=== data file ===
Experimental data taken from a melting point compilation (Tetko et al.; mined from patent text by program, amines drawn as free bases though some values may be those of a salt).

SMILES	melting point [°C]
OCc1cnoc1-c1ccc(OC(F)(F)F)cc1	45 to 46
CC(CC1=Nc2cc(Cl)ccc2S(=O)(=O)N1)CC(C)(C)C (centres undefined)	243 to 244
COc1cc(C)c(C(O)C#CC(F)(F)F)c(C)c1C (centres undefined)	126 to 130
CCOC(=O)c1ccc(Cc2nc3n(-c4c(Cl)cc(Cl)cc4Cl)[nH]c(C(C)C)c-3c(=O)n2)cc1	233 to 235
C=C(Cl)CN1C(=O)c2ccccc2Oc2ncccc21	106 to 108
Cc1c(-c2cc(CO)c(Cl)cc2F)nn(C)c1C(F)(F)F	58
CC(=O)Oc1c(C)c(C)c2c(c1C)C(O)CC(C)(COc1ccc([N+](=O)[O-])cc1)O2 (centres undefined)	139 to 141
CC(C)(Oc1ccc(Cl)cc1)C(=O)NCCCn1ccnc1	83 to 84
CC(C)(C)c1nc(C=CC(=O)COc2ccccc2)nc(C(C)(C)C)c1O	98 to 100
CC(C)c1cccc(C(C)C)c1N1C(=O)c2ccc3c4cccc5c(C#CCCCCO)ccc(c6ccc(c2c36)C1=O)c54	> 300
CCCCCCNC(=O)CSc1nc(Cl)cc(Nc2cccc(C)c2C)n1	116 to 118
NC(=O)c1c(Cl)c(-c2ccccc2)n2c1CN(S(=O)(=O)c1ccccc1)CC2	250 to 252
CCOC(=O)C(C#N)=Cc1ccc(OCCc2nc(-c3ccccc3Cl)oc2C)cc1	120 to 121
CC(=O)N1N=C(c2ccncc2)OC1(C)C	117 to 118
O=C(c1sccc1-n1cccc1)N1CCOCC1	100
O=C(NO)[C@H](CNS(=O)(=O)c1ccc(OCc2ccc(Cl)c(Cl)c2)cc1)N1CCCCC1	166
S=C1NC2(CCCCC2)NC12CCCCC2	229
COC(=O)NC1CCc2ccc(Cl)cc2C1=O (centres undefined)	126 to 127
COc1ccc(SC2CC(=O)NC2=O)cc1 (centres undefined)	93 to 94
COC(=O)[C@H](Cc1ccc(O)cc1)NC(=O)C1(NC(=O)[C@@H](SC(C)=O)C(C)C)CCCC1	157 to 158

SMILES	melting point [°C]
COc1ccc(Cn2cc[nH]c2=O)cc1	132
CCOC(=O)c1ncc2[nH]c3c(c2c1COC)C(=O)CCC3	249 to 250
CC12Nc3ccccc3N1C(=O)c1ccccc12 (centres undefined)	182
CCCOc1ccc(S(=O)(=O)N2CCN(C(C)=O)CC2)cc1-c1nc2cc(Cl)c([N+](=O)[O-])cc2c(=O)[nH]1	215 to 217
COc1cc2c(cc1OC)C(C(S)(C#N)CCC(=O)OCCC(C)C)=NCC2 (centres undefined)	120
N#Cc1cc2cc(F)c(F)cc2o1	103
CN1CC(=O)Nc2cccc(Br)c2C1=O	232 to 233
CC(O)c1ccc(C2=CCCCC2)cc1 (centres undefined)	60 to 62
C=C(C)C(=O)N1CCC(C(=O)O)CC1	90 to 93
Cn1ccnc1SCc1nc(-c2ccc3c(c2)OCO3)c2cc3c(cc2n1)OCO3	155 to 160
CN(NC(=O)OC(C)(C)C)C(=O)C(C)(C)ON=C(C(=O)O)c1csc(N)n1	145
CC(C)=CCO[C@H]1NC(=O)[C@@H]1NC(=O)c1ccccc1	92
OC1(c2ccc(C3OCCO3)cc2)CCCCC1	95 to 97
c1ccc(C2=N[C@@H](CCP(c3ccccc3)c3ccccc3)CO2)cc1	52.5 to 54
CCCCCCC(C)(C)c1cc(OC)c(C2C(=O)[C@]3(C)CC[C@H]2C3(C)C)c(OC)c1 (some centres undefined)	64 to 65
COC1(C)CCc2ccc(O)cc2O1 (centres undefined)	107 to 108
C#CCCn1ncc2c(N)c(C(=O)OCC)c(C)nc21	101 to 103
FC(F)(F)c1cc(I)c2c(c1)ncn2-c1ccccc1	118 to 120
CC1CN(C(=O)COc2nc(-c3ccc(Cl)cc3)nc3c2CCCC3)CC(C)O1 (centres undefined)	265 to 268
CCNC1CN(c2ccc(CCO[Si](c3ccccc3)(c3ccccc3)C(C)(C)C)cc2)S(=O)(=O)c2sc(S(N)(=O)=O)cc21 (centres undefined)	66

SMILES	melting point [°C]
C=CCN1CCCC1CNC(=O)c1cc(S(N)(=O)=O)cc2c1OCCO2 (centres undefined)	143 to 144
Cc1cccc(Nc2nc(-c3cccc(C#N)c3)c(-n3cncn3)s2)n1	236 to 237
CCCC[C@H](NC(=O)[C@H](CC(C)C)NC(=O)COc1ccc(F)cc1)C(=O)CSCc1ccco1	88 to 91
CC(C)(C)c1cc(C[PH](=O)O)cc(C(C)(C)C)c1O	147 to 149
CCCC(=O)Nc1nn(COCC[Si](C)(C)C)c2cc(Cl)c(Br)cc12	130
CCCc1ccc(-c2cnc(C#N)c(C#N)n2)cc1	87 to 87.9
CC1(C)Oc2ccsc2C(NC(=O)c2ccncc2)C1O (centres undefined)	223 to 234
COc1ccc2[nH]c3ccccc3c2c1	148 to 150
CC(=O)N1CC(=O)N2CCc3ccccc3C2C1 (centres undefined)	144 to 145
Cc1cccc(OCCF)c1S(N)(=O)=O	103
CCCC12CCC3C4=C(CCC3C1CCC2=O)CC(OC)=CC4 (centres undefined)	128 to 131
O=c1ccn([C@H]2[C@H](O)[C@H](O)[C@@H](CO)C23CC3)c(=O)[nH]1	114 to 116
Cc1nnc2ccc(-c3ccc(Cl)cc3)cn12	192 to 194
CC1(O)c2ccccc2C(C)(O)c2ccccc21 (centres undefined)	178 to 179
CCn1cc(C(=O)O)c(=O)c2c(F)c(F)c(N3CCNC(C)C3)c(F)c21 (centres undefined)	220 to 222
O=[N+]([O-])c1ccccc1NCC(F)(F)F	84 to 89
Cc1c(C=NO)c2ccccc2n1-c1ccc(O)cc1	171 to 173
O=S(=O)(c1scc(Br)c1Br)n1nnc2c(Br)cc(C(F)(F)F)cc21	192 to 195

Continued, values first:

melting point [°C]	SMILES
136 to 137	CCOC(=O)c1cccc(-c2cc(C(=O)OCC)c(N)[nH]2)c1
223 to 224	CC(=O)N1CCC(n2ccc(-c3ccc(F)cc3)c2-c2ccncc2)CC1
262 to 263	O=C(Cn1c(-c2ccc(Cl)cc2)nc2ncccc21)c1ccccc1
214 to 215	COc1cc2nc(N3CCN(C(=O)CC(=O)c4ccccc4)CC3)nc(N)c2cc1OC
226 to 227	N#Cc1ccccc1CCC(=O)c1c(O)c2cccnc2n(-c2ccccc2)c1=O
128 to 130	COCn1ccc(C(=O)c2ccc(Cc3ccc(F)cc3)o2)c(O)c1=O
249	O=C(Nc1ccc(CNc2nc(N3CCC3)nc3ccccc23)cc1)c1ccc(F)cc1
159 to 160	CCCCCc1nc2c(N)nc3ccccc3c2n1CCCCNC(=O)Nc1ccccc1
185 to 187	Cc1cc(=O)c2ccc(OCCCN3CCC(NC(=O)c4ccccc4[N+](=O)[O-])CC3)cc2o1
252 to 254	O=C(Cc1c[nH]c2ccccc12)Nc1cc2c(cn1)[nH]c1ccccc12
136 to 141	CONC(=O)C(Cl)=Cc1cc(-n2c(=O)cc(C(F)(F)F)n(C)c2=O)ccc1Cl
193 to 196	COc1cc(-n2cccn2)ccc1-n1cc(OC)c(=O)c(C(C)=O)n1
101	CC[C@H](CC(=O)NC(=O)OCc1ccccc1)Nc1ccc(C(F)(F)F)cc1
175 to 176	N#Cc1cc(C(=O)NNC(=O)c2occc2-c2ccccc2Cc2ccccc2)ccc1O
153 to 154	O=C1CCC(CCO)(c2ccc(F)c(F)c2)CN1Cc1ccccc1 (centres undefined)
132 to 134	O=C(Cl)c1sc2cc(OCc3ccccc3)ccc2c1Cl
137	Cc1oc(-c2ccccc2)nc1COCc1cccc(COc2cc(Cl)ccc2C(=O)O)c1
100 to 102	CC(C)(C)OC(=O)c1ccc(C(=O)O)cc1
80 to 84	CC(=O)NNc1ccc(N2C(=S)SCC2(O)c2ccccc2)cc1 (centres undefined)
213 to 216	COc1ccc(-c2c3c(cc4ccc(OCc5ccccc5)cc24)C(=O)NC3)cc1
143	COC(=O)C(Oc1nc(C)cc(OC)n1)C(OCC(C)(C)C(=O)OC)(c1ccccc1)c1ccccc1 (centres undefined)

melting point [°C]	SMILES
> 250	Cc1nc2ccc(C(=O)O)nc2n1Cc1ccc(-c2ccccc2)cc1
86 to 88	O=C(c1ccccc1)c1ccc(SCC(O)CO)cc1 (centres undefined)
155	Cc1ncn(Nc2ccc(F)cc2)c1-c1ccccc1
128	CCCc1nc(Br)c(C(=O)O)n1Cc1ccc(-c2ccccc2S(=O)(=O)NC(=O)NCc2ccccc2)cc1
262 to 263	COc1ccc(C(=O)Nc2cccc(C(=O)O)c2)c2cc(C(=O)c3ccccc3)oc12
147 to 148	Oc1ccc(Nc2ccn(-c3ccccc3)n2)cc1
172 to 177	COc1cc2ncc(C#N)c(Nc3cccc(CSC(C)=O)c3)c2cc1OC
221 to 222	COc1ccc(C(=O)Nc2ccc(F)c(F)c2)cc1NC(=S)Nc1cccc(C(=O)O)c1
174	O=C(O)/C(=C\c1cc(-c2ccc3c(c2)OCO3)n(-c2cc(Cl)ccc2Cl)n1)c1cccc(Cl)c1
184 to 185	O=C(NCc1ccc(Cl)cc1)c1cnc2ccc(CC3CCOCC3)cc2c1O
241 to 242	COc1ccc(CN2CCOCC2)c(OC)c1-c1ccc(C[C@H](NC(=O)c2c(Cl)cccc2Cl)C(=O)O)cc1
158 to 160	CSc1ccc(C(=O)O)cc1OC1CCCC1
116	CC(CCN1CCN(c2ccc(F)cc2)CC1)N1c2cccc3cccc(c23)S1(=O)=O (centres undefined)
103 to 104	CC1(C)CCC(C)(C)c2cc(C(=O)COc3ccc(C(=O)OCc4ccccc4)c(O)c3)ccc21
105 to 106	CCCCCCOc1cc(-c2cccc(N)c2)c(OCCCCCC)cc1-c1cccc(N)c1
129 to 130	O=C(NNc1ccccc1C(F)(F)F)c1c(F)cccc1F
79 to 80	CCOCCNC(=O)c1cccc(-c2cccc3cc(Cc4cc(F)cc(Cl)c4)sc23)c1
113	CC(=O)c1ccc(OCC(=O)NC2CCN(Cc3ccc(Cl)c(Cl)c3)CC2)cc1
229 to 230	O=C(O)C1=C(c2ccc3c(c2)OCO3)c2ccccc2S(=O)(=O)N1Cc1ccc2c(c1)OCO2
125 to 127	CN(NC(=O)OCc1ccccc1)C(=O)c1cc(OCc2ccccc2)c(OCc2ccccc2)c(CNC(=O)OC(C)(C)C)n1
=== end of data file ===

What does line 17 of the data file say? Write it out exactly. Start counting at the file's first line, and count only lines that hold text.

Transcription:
O=C(c1sccc1-n1cccc1)N1CCOCC1	100